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Notes on automotive semiconductor reliability Terminology: defects per million (DPM) Today's consumers and original equipment manufacturers

require high quality and reliability as a starting point for automotive products, particularly electronic s. The electronic component content in automobiles is growing at an estimated 8. 1% Compounded Average Annual Growth Rate [Automotive Semiconductor Demand 2005 2014, Strategy Analytics, Chris Webber, October 2007]. This expansion is driving an ever increasing need for zero defects at product introduction. The challenge for semiconductor suppliers is to meet this requirement while still providing a cost-competitive product. In this article, the focus will be on best practices for zero defects during the semiconductor product ramp-up to production phase. It is in this early phase of the product life cycle where the probability of shipping parts at risk for earl y life failures is highest due to newness of the product. Automotive Electronic Council (AEC) Q100/Q101 Automotive Reliability Testing st andards, and are capable of supporting the Production Part Approval Process (PPA P). Enter the device(s) of interest to search for the current AEC and PPAP statu s The above figure shows the classic "bathtub" curve illustrating new product reli ability over time without implementing any best practices when production begins . Early life failures are considered to be time-zero/low-mileage failures. This rate reduces over time to what is considered a random failure rate (provided any systemic problems have been resolved) based on corrective actions and continual improvement activities being implemented. As failure rates are reduced to random and the product ages in the field, it beg ins to reach its rated lifetime leading to an increase in failure rates due to w ear out. Typically failure mechanisms that dominate one phase are not necessaril y the same mechanisms that dominate other phases of the product life cycle. The zero defects approach is a focused attack on the "early life" portion of the curve by implementing known best practices. The main strategies deployed for ze ro defects launch include adequate test-for-quality (TFQ) coverage; special buil d flow considerations such as burn-in for new technologies; and implementing out lier control. Successful implementation of different strategies in a layered app roach, with real time data and device analysis, allows for detection of early li fe failures, accelerated learning, and timely implementation of corrective actio ns without impact to the customer. The first tactic for zero defects during product launch is to implement TFQ best practices. These best practices include VMIN and VMAX testing based on device c haracterization over temperature and understanding of extreme process conditions (corner lot evaluations); special functional testing very specific to the devic e design; and other best practices such as power-off leakage testing. A key aspect of TFQ is setting proper test limits based on statistical data. Add itionally, you'll want to ensure that any device design structures that cannot b e tested in final package form are tested at wafer probe. A good example is test ing oxide-integrity stress in large capacitor structures if the test and design la yout accommodate direct access to the capacitor itself. Other good test implemen tation practices include those that focus on ensuring high test coverage levels of greater than 95%, scan implementation on high-gate count devices, over-voltag e stress testing, and statistically-based quiescent current tests. Combined, the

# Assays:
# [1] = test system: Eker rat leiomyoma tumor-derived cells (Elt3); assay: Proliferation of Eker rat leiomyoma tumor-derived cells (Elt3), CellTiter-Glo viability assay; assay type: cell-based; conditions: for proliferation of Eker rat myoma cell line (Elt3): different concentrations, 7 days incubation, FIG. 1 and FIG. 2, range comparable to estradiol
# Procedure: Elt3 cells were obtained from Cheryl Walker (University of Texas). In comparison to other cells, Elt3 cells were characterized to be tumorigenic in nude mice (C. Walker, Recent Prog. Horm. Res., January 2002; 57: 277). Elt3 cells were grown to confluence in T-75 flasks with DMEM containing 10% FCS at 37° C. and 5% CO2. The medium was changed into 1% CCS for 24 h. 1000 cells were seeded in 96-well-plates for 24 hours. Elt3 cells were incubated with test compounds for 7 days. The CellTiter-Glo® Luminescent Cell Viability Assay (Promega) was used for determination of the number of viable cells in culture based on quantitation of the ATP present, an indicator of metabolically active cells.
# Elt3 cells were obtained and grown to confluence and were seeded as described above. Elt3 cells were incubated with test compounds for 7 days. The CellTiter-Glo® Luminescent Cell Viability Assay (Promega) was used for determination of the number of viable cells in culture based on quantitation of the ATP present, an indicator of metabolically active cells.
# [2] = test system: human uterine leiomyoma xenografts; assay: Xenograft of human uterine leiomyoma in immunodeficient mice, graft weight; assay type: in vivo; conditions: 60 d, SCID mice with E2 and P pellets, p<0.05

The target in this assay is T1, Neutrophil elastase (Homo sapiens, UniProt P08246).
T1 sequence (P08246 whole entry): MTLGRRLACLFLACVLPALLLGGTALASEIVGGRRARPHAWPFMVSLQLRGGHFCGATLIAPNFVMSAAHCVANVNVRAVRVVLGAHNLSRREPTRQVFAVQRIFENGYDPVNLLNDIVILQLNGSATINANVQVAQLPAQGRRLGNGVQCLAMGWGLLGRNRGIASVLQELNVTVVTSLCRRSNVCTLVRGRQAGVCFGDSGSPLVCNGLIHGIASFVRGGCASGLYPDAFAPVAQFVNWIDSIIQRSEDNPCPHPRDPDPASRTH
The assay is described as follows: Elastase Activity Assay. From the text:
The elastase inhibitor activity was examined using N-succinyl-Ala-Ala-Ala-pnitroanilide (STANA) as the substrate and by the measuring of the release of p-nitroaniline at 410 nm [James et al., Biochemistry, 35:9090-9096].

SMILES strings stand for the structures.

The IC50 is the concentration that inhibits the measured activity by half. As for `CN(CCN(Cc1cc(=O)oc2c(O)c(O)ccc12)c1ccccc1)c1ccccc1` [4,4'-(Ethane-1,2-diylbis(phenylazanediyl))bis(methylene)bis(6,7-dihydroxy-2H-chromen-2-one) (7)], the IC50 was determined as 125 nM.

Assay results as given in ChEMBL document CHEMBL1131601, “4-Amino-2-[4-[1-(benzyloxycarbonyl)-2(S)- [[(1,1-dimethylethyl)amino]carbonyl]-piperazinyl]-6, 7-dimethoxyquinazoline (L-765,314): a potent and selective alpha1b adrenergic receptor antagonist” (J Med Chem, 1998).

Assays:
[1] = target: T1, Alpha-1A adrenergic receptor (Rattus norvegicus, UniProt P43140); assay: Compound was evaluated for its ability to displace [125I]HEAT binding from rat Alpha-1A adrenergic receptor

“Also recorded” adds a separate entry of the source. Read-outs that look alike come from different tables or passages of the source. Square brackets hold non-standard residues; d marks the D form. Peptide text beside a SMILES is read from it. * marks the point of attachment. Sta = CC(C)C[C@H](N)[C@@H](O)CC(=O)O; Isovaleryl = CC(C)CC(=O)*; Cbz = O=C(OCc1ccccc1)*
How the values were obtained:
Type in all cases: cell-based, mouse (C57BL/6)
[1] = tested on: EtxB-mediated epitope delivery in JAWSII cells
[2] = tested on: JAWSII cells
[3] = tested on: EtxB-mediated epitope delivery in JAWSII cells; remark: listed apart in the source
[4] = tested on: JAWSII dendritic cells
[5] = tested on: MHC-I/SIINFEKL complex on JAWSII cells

se items ensure that the component meets datasheet specifications while screenin g outlier parts from the product population. The second tactic deployed in screening-out early life failures is to implement special build flows based on technology risk. An example of such a special flow is implementing burn-in during production ramp. Burn-in is typically implemented with new technologies and custom designs where there is risk in potential passthrough of unknown defects. To do this properly, you'll need to understand the process technology and design with respect to access of critical components and the conditions selected for b urn-in (voltage, temperature, and duration of stress). When deployed effectively , burn-in can accelerate early life failures for better inline detection and def ect screening, which drives learning and corrective action loops early in the pr oduct's life cycle without negative impact to the customer. In order to maximize the value of burn-in: All parts that fail post burn-in testing should be submitted for full electrical and physical failure analysis. The root cause of each fail signature should be determined. The appropriate corrective actions should be implemented. Corrective actions often include defect reduction actions in the wafer fabricati on processing technology itself, improvements in automated test equipment stress testing to accelerate fail mechanisms, and improved outlier controls implemente d upstream in the process, with the goal to drive post burn-in test results towa rds 100% yield. The figure below shows an example of improved post burn-in yield s after implementing a test enhancement based on what was learned during the pro duction ramp phase.